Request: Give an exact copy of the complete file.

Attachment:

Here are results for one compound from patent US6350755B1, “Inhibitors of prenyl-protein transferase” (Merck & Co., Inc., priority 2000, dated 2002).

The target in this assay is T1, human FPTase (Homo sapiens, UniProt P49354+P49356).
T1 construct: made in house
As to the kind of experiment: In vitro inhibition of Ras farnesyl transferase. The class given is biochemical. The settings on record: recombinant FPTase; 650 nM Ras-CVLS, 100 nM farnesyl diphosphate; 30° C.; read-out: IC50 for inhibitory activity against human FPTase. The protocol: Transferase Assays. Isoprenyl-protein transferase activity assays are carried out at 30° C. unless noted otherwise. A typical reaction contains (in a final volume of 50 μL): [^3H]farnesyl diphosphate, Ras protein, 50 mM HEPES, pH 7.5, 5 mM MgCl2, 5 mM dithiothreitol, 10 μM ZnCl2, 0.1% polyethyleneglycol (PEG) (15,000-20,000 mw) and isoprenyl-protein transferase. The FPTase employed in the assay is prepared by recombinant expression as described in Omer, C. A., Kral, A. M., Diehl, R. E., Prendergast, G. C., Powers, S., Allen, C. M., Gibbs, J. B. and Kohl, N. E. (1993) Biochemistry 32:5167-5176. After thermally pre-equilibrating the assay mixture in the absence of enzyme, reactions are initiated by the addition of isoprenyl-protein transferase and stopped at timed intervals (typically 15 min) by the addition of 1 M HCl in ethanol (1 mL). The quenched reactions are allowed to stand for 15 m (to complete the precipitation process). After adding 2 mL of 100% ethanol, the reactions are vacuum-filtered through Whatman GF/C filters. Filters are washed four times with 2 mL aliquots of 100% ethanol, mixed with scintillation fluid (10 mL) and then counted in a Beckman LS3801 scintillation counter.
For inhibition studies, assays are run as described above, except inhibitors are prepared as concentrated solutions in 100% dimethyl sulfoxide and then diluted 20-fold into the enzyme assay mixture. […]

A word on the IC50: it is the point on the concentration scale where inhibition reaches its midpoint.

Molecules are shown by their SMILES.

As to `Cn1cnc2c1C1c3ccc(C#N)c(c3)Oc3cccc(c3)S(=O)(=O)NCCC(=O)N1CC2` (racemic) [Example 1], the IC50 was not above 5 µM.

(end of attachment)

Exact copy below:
Here are results for one compound from patent US6350755B1, “Inhibitors of prenyl-protein transferase” (Merck & Co., Inc., priority 2000, dated 2002).

The target in this assay is T1, human FPTase (Homo sapiens, UniProt P49354+P49356).
T1 construct: made in house
As to the kind of experiment: In vitro inhibition of Ras farnesyl transferase. The class given is biochemical. The settings on record: recombinant FPTase; 650 nM Ras-CVLS, 100 nM farnesyl diphosphate; 30° C.; read-out: IC50 for inhibitory activity against human FPTase. The protocol: Transferase Assays. Isoprenyl-protein transferase activity assays are carried out at 30° C. unless noted otherwise. A typical reaction contains (in a final volume of 50 μL): [^3H]farnesyl diphosphate, Ras protein, 50 mM HEPES, pH 7.5, 5 mM MgCl2, 5 mM dithiothreitol, 10 μM ZnCl2, 0.1% polyethyleneglycol (PEG) (15,000-20,000 mw) and isoprenyl-protein transferase. The FPTase employed in the assay is prepared by recombinant expression as described in Omer, C. A., Kral, A. M., Diehl, R. E., Prendergast, G. C., Powers, S., Allen, C. M., Gibbs, J. B. and Kohl, N. E. (1993) Biochemistry 32:5167-5176. After thermally pre-equilibrating the assay mixture in the absence of enzyme, reactions are initiated by the addition of isoprenyl-protein transferase and stopped at timed intervals (typically 15 min) by the addition of 1 M HCl in ethanol (1 mL). The quenched reactions are allowed to stand for 15 m (to complete the precipitation process). After adding 2 mL of 100% ethanol, the reactions are vacuum-filtered through Whatman GF/C filters. Filters are washed four times with 2 mL aliquots of 100% ethanol, mixed with scintillation fluid (10 mL) and then counted in a Beckman LS3801 scintillation counter.
For inhibition studies, assays are run as described above, except inhibitors are prepared as concentrated solutions in 100% dimethyl sulfoxide and then diluted 20-fold into the enzyme assay mixture. […]

A word on the IC50: it is the point on the concentration scale where inhibition reaches its midpoint.

Molecules are shown by their SMILES.

As to `Cn1cnc2c1C1c3ccc(C#N)c(c3)Oc3cccc(c3)S(=O)(=O)NCCC(=O)N1CC2` (racemic) [Example 1], the IC50 was not above 5 µM.